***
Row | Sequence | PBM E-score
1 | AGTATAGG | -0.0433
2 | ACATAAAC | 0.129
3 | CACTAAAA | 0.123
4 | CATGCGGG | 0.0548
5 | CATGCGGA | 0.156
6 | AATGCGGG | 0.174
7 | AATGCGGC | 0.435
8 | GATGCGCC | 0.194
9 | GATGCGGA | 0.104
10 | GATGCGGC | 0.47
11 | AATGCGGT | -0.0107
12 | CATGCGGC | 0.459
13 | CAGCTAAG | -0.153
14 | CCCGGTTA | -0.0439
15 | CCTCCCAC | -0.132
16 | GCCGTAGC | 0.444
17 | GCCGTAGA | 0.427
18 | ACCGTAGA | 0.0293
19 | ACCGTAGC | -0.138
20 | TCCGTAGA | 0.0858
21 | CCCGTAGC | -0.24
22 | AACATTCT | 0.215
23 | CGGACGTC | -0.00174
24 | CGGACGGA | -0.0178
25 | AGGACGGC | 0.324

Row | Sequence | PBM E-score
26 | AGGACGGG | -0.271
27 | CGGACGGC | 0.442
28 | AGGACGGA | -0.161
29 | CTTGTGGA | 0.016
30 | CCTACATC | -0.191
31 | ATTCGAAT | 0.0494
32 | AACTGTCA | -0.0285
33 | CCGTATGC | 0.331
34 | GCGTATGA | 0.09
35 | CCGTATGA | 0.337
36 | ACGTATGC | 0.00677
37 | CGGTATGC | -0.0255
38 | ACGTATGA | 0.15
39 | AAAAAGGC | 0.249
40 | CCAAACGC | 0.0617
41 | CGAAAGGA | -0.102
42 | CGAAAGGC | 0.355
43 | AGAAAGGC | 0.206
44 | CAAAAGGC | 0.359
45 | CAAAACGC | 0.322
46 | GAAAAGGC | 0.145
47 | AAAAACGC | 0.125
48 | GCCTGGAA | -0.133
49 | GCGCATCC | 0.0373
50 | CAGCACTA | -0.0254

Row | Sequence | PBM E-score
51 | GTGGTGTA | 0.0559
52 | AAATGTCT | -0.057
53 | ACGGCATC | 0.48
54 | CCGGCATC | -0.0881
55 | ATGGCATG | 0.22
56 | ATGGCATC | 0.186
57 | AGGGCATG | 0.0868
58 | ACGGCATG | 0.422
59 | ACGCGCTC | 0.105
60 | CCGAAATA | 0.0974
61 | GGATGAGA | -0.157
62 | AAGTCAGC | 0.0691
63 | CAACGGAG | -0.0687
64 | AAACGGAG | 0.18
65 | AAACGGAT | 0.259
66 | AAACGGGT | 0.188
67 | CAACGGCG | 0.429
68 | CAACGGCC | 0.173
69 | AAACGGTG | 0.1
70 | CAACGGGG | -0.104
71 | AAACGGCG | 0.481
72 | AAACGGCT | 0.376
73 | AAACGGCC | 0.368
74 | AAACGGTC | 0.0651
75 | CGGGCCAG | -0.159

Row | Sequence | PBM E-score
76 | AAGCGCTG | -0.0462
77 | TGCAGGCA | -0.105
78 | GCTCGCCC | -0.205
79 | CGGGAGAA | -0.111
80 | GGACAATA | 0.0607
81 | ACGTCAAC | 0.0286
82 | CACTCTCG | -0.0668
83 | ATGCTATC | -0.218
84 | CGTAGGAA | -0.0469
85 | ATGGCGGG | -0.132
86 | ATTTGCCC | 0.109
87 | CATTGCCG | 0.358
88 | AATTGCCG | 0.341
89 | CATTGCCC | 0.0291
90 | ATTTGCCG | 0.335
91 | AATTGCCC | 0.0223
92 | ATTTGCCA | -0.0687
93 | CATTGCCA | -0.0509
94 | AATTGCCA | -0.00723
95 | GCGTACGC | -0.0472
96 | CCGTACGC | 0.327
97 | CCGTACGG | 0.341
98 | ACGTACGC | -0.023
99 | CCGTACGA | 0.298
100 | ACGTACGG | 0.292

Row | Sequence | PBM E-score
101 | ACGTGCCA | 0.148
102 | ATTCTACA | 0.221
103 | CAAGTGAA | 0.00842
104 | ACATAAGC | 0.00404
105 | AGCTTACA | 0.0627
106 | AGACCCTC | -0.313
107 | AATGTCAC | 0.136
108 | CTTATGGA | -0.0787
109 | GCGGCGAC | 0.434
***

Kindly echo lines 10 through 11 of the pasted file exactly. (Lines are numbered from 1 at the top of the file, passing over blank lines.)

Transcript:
9 | GATGCGGA | 0.104
10 | GATGCGGC | 0.47